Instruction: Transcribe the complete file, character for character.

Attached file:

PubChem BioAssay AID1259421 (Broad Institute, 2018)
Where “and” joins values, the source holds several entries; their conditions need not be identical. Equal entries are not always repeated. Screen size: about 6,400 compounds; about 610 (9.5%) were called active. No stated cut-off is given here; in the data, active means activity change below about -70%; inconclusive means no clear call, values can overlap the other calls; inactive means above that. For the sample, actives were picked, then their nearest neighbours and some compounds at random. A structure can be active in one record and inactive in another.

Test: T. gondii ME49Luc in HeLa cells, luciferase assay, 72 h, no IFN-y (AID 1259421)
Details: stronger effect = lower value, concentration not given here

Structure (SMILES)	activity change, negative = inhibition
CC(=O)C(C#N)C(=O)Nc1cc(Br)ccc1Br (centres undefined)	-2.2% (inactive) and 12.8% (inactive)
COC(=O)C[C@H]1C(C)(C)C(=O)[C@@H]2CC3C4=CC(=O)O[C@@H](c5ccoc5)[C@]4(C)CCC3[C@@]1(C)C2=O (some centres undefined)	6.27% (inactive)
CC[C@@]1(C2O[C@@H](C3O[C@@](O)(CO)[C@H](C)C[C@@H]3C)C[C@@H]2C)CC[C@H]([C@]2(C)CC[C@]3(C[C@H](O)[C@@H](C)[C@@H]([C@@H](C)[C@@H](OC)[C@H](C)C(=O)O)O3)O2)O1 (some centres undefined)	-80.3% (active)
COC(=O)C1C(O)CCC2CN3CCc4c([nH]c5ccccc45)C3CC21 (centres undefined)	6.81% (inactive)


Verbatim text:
PubChem BioAssay AID1259421 (Broad Institute, 2018)
Where “and” joins values, the source holds several entries; their conditions need not be identical. Equal entries are not always repeated. Screen size: about 6,400 compounds; about 610 (9.5%) were called active. No stated cut-off is given here; in the data, active means activity change below about -70%; inconclusive means no clear call, values can overlap the other calls; inactive means above that. For the sample, actives were picked, then their nearest neighbours and some compounds at random. A structure can be active in one record and inactive in another.

Test: T. gondii ME49Luc in HeLa cells, luciferase assay, 72 h, no IFN-y (AID 1259421)
Details: stronger effect = lower value, concentration not given here

Structure (SMILES)	activity change, negative = inhibition
CC(=O)C(C#N)C(=O)Nc1cc(Br)ccc1Br (centres undefined)	-2.2% (inactive) and 12.8% (inactive)
COC(=O)C[C@H]1C(C)(C)C(=O)[C@@H]2CC3C4=CC(=O)O[C@@H](c5ccoc5)[C@]4(C)CCC3[C@@]1(C)C2=O (some centres undefined)	6.27% (inactive)
CC[C@@]1(C2O[C@@H](C3O[C@@](O)(CO)[C@H](C)C[C@@H]3C)C[C@@H]2C)CC[C@H]([C@]2(C)CC[C@]3(C[C@H](O)[C@@H](C)[C@@H]([C@@H](C)[C@@H](OC)[C@H](C)C(=O)O)O3)O2)O1 (some centres undefined)	-80.3% (active)
COC(=O)C1C(O)CCC2CN3CCc4c([nH]c5ccccc45)C3CC21 (centres undefined)	6.81% (inactive)